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Almost two years on, zero e-mail has not only begun to take hold within the Atos, but the initiative has attracted interest from a growing number of business leaders. (Erdal Bayhan/Getty Images/iStockphoto)
Almost two years on, zero e-mail has not only begun to take hold within the Atos, but the initiative has attracted interest from a growing number of business leaders. (Erdal Bayhan/Getty Images/iStockphoto)

WORK FLOW

Zero e-mail: How one company is eradicating a time thief Add to ...

When Thierry Breton, chief executive officer of Atos SA, launched his zero e-mail initiative in 2011, critics scoffed. Others, including many of the French IT services company’s staff, questioned whether it was realistic or desirable to eliminate internal e-mail use across the organization.

But Mr. Breton stood firm behind the initiative, which discouraged Atos employees from sending or receiving internal messages, and set the eventual goal of eradicating e-mail altogether.

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He estimated that barely 10 per cent of the 200 messages his employees received on an average day were useful, and that 18 per cent were spam. Managers spent between five and 20 hours a week reading and writing e-mails, he said.

“We are producing data on a massive scale that is fast polluting our working environments and also encroaching into our personal lives,” Mr. Breton said at the time. “At Atos, we are taking action now to reverse this trend.”

Almost two years on, zero e-mail has not only begun to take hold within the Atos, but the initiative has attracted interest from a growing number of business leaders.

While not as drastic as the Atos approach, some companies, including Volkswagen AG, the German car maker, have agreed to stop their BlackBerry servers sending e-mail messages to employees outside work hours. Other companies now encourage their employees to take e-mail breaks.

Ryan Holmes, chief executive officer of HootSuite, a social media management tool set, is one of e-mail’s most vocal critics, describing it as the “new Pony Express” and “an unproductivity tool.”

“E-mail is familiar, it’s comfortable, it’s easy to use,” he wrote in a Fast Company magazine article published in October, but added, “it might just be the biggest killer of time and productivity in the office today.”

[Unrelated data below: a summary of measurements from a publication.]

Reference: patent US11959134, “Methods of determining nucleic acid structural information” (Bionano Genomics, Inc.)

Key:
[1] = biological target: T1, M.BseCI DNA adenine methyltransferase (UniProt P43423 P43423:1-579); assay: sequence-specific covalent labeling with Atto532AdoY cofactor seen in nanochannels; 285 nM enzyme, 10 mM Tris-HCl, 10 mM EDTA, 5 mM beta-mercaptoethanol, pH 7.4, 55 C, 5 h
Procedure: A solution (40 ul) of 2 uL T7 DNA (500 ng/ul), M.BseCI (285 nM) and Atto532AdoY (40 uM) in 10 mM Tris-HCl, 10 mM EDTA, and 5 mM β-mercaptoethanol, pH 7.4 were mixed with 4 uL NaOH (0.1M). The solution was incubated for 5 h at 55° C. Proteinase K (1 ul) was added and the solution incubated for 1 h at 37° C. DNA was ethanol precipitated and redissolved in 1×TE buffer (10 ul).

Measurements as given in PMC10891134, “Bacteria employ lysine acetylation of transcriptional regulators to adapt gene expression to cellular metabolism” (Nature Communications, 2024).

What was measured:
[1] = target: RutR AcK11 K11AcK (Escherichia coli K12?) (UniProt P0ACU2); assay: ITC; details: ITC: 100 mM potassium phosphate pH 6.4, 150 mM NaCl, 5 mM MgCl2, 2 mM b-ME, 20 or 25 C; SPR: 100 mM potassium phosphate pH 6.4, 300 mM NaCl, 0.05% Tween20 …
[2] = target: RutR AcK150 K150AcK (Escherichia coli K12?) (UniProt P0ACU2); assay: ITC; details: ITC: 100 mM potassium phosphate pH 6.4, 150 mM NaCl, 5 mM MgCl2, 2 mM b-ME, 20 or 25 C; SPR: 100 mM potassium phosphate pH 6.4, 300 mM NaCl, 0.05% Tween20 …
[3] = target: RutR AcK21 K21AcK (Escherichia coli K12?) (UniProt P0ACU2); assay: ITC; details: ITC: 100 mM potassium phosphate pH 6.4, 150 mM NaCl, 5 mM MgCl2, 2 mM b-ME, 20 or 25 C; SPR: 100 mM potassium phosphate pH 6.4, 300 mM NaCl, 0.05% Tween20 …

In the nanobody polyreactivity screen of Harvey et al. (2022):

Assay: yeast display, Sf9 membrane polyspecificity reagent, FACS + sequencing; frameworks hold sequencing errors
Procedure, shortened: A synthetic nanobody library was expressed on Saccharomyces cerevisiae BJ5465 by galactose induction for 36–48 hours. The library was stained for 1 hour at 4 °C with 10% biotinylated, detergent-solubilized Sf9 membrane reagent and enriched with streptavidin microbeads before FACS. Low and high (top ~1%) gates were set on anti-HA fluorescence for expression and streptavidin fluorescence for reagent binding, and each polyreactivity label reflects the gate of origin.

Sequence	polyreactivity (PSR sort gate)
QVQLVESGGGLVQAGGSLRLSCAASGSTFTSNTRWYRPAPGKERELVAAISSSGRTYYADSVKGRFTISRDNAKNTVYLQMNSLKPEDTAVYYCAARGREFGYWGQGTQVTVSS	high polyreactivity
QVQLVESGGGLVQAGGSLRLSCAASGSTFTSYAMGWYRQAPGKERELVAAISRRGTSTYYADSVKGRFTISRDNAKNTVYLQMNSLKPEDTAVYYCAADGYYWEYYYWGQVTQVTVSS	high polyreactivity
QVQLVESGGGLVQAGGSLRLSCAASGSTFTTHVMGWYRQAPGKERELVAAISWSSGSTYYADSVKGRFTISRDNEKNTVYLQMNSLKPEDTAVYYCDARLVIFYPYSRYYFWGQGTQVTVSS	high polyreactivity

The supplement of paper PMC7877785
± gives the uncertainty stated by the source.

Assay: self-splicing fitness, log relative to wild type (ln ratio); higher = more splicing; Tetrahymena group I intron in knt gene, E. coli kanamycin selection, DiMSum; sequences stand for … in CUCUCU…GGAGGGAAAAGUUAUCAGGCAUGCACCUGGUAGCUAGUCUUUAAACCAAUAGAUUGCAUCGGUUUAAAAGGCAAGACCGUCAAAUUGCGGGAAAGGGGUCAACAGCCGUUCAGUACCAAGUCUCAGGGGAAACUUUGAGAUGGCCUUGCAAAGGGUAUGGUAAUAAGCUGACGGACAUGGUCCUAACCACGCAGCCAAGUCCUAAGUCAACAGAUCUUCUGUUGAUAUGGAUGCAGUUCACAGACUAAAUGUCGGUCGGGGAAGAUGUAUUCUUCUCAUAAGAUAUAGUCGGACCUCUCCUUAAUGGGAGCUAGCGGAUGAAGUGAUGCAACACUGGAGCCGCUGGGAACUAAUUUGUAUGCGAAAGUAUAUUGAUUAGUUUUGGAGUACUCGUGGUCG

He added: “It’s not just me who thinks e-mail’s days are numbered. Among 18 to 24-year-olds, time spent on Web mail has declined 34 per cent in the past year alone, and nearly 50 per cent since 2010, according to comScore’s 2012 U.S. Digital Future in Focus report.”

In fact, there seems to be a backlash against e-mail as companies recognize that, for all its advantages, e-mail is not necessarily the best tool for the job any more. What was once the fastest and most efficient way to communicate across boundaries is increasingly viewed as outmoded and cumbersome.

It is out of step with app-centric devices and less effective for real-time interaction than the many cloud-based collaboration tools now available. In marking the second annual No E-mail Day in December, Next Web’s Martin Bryant wrote: “Honestly, does anyone like e-mail? I can’t remember the last time I didn’t view my inbox as a chore.”

“This was what spurred us to launch his zero e-mail initiative,” says Lee Timmins, senior vice-president at Atos. The company’s own research and comScore data also showed that younger employees tend not to use it, preferring social platforms or IM for messaging. It also revealed a growing frustration with e-mail overload.

When 300 Atos employees measured their e-mail traffic for a week, they found they had sent or received 85,000 messages. Within Atos, 73 per cent of employees estimated they spent more than one quarter of their time managing e-mail, and 82 per cent said they had trouble keeping on top of it. Most importantly, the majority felt this time was wasted and added no value to their day or to the company.